Beware of BitConnect – Review Part 2

According to a supplementary motion submitted by the DOJ, Michael Noble might be charged with a crime related to BitConnect.

The DOJ requests a halt to Noble’s SEC case in a document filed on February 14.

The application asks that an existing order, which stopped legal action against Trevon James and Craig Grant, be modified.

The Government respectfully asks the Court to amend the December 15, 2021, Stay Order so that civil defendant Michael Noble is covered by its provisions.

The SEC’s claims for disgorgement, pre-judgment interest, and civil money penalties against Michael Noble are still outstanding as a result of the partial judgment on the consent that was issued to him, even though the docket indicates that the action against Noble was concluded.

To put it briefly, the DOJ wants to stop the financial aspect of the SEC’s lawsuit against Noble.

Due to a mistake, Noble (right) wasn’t included in the first November motion.

The mistaken exclusion of Noble from the Government’s motion papers and the Stay Order was discovered by the Government and the SEC upon entry of the Stay Order.

On February 14th, he notified the DOJ that he disagreed with the sought stay after discussions with Noble over the oversight.

This served to publicize the DOJ filing that day.

The Government submits the current Motion to Clarify and Perfect the Record in light of the passing of time since the entry of the Stay Order.

The court gave Noble until March 1st to submit a response to the DOJ’s additional filing on February 16th.

The case will thereafter be the subject of a hearing at a later time.

The claimed justification for the DOJ’s request for a stay reiterates what is already known about the defendants Craig Grant and Trevon James.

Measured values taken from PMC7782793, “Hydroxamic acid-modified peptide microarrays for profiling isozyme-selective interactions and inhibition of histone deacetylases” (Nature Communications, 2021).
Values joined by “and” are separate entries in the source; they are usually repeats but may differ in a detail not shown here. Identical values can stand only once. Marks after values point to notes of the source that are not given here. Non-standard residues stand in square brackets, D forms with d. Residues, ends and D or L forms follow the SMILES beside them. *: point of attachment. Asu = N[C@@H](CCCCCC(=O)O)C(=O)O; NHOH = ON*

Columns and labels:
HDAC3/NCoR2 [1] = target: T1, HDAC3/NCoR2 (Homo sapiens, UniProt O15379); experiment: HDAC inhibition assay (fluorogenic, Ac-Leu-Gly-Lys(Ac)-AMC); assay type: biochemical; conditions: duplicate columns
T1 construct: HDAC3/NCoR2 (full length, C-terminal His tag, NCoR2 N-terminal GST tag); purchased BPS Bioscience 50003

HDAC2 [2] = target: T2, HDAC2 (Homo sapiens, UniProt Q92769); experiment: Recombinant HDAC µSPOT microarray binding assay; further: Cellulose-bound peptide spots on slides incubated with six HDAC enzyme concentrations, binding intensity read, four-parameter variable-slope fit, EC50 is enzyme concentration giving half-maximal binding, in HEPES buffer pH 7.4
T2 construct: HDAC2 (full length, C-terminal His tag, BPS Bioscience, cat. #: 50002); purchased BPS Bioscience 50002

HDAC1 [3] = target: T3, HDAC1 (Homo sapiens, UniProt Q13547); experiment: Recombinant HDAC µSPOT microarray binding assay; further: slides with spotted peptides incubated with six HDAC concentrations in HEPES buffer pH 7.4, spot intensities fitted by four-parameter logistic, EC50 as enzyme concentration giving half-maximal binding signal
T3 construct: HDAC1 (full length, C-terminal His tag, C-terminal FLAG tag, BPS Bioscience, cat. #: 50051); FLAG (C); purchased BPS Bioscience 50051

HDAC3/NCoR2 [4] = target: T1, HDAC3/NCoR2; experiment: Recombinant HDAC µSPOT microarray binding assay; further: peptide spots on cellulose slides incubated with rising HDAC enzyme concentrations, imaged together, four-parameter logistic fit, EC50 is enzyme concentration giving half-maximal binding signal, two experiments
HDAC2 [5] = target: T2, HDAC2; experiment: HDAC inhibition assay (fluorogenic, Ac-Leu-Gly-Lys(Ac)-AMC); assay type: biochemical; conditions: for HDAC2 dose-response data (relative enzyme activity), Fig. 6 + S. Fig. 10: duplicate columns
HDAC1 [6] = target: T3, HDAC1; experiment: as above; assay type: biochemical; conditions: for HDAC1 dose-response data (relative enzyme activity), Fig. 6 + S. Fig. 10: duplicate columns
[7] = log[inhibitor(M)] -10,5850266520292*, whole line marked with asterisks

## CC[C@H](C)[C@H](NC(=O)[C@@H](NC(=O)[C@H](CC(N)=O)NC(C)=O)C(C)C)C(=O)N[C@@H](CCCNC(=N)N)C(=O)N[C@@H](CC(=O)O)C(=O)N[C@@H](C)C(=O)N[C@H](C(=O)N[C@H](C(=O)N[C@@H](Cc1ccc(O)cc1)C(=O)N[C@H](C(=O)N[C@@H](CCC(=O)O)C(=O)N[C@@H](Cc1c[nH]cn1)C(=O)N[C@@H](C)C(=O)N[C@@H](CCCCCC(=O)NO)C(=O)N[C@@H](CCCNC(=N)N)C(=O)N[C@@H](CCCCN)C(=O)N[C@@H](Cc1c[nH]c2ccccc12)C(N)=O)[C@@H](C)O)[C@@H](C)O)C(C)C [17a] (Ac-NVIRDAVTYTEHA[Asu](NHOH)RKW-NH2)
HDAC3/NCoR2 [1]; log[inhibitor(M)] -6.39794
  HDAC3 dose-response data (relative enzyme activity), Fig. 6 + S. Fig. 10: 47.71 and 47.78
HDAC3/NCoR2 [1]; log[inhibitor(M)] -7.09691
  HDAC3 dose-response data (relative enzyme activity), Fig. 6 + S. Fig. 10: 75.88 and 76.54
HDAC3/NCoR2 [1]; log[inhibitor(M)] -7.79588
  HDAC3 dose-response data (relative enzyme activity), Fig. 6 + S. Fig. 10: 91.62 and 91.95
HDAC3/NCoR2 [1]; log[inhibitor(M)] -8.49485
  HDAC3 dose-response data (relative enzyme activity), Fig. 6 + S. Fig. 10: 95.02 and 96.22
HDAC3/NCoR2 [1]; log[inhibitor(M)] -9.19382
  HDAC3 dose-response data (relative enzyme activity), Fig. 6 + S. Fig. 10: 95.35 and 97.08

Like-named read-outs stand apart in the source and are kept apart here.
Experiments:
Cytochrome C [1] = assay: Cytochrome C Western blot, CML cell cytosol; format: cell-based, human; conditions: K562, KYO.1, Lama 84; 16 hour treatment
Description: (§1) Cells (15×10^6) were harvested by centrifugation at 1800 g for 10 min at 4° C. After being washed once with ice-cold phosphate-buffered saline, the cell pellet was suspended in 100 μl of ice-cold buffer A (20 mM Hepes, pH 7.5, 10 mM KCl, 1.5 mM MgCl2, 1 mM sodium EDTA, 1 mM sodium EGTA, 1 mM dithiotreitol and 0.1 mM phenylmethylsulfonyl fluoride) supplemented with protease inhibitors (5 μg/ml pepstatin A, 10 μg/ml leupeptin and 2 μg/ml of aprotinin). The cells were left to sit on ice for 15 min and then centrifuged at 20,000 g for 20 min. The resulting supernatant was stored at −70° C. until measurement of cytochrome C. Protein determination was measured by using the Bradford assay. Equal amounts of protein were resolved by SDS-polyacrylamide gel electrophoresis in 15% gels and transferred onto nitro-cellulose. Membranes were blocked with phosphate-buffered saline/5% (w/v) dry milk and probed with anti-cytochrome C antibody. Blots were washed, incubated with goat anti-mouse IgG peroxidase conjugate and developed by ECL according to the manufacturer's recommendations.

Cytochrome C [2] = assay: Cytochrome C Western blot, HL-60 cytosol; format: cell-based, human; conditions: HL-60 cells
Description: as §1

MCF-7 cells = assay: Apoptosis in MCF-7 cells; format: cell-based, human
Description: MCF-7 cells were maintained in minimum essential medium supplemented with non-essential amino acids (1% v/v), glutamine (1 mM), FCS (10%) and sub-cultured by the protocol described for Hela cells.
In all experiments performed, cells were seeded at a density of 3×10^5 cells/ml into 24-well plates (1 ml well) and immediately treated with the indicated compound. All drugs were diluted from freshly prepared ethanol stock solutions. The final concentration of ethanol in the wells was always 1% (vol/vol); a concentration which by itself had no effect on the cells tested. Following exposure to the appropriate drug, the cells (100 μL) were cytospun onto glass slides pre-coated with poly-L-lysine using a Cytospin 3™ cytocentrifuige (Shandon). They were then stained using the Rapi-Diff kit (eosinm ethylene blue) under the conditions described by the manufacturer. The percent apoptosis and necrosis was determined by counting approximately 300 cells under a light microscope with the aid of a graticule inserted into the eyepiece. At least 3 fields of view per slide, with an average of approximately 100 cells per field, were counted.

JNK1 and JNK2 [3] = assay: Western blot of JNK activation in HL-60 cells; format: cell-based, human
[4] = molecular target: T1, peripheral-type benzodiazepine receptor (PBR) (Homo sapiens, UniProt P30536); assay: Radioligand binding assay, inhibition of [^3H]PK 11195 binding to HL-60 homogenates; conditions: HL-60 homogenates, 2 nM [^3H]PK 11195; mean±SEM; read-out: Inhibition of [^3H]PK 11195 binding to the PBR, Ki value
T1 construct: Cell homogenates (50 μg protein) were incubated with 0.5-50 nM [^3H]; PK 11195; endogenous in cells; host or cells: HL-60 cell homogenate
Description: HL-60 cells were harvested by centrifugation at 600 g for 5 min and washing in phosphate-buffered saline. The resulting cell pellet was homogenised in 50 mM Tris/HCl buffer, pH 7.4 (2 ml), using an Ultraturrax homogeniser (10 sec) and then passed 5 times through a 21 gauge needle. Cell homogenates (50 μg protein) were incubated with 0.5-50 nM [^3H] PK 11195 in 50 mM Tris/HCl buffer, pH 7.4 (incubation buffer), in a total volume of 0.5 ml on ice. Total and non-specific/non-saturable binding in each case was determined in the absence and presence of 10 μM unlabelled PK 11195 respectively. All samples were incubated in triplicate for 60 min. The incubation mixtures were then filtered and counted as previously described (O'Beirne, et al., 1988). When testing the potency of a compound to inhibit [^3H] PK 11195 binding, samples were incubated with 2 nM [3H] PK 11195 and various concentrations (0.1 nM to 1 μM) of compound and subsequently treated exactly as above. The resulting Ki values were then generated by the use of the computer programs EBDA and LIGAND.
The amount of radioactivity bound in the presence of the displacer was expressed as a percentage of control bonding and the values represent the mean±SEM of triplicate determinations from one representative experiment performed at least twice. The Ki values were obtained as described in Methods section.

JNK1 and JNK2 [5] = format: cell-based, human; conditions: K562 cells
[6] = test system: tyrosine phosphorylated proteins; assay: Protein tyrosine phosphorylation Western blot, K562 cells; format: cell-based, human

Due to the continuing grand jury investigation and concurrent criminal case, United States v. Glenn Arcaro, which is now being heard in the Southern District of California, a stay of civil actions is necessary.

Both the civil and criminal cases revolve around the same fundamental facts.

Glenn Arcaro (right) has previously settled after being separately sued by the SEC.

Arcaro has also admitted guilt to the criminal allegations made against him by BitConnect.

Trevon James (also known as Trevon Brown), Craig Grant, Joshua Jeppesen, Ryan Maasen, and Michael Noble have been named defendants in the SEC’s BitConnect promotion case.

James, Grant, and now Noble remain the suspected subjects of grand jury investigations because the DOJ did not request a stay of the proceedings relating to Jeppesen and Maasen.

Grand jury hearings are kept confidential. We are unlikely to hear much more until they are over and, I assume until arrests are made.

James continues to advertise shady cryptocurrency investment ideas on YouTube under the alias “TrVon”:

It’s thought that James is still a resident in North Carolina.

Shortly after the SEC launched its civil lawsuit, Craig Grant left the country.

In the heart of Jamaica, Grant is said to be hiding. Finding him has proven challenging for the SEC.

Grant had been using YouTube to capture his life on the run, but at the beginning of December, he erased all of his Jamaican videos.

Grant currently posts videos from Jamaica on Twitter as “Dulse Poger” (@craigonesun):

Grant keeps endorsing shady bitcoin investment ideas, much like James.

Michael Noble went quiet once BitConnect failed, in contrast to James and Grant.

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